Over the course of the 2010 Mayoral Election campaign, Public Transit in Ottawa will be sitting down with mayoral candidates, discussing their platforms and thoughts on transit in this city, and what they hope to achieve during their mandate, if elected mayor.
Chief among mayoral candidate Charlie Taylor's concerns about the city's transit system are bus fares. Stating that Ottawa has the most expensive transit fares in Canada (note: Ottawa [$3.25] appears to have the second-highest regular cash fares among municipalities in Canada, ahead only of Gatineau [$3.30]), Taylor said there was only one way to address fares: To reduce costs.
"There are ways that we can reduce costs; for one thing, making the system run more efficiently. Right now, we’ve got direct buses going from particular suburbs going to downtown; a lot of them aren’t running at maximum capacity. They are a little more expensive, but on the same note, if you’ve got feeder buses going to a central depot and then you’ve got long-haul buses that are full of commuters. You make people do one transfer, but if you’ve got the buses running on a regular basis it shouldn’t be a significant inconvenience."
But Taylor also said that "you can’t address costs without addressing [bus operator] salaries", and suggested that the city needs to find a way to bring them down in order to find a long-term solution. In a city still tender after a 53-day bus strike, angering the operators' union doesn't seem like it would be a popular idea, but Taylor--a self-described "leftie"--thinks the union has become too powerful, and suggested privatization as a possible way to redress that.
"We want to work with the union. If the union doesn’t want to work with us, we want to privatize. Not privatize the operation; the city would still govern the routes, schedules, own the buses, all that; only the labour aspect would be privatized. Basically, companies would bid on the positions, so they say they could provide you a driver for $50,000 a year; we give them the $50,000 a year, and they would then contract a driver for $40,000 a year.
"It would be regrettable, because nobody’s a big fan of privatization. Well, some people are big fans of privatization, but I’m a big leftie. I believe in labour unions, I believe in the value of unions, and I believe in the values of organized labour. But once the union begins to act more as a special interest group, that’s working for the interests of this particular small, privileged group at the expense of the working class, then you have to re-evaluate what their value is. They’re basically a lobby group now, working for a privileged group of people. They’re not actually a labour union fighting for the working class. So if they don’t want to work with us, then we’re going to work without them. We can’t have everybody in the City of Ottawa held hostage and paying ridiculous transit fees."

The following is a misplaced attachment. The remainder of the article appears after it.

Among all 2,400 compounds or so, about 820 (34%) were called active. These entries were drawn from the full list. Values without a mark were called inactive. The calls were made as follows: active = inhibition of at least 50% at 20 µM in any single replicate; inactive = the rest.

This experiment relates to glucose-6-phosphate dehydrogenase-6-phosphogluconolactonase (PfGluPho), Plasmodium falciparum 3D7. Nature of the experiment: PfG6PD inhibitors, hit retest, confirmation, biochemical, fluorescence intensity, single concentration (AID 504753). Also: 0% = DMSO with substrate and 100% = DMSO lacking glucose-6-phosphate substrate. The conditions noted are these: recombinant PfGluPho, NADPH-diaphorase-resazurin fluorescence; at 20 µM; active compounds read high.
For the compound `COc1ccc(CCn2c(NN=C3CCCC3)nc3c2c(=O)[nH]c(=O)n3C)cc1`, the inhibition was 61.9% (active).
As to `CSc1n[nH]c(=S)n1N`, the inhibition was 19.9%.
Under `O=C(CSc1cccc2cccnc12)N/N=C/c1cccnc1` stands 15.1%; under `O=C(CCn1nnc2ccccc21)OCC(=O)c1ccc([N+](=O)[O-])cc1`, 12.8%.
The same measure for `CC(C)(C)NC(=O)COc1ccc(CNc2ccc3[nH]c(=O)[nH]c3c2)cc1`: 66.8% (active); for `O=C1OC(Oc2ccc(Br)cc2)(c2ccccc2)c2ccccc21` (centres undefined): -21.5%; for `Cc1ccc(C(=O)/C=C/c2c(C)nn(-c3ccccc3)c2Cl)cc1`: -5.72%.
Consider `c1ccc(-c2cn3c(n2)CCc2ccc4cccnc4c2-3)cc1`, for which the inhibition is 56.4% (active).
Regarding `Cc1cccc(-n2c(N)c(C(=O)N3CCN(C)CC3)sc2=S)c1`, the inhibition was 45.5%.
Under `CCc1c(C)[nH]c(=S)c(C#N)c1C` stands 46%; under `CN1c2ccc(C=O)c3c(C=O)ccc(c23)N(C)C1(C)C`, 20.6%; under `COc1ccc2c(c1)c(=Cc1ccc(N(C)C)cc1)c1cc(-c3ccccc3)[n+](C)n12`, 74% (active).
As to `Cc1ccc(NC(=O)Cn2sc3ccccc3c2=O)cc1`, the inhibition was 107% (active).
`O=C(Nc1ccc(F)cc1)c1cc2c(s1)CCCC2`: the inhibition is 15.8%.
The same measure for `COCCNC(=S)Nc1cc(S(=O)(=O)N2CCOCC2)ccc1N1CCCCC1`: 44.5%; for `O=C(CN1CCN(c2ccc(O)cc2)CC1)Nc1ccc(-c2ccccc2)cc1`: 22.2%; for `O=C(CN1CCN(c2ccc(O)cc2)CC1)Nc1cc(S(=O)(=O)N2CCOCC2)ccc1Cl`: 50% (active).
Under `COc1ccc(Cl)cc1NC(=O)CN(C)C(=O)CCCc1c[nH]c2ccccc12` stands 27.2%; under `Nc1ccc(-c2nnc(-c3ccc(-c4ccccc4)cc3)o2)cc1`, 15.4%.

I have plenty of potentially unpopular ideas on the subject of fares, so bear with me.
1) Eliminate tickets. What percentage of irregular riders actually pay 3.25, compared to those who pay 2.30?
2) Eliminate monthly passes. The convenience of only making one purchase per month is nice, but the savings aren't as good as some believe.
3) Eliminate student / senior fares. Many elderly riders already restrict their travel to Wednesdays and students have to go to school either way. You don't see discounts for students at McDonald's, so why grant them a cheaper rate for other daily expenses?
4) Eliminate single fares altogether. I propose that a roughly $5-6 day pass be the only fare available, giving commuters the option to pay for gas and parking, or pay for a bus ticket that expires at midnight. It's not like many people make one-way trips anyway, except those who try to avoid paying for the return trip by speeding up their shopping or those who get a ride home from work to avoid the second fare.
Of course none of these ideas could ever gain any traction, but by streamlining the revenues, you avoid some small costs, like distibution of tickets/passes.
The real issues are getting the real costs under control, like eliminating many of the redundant routes.
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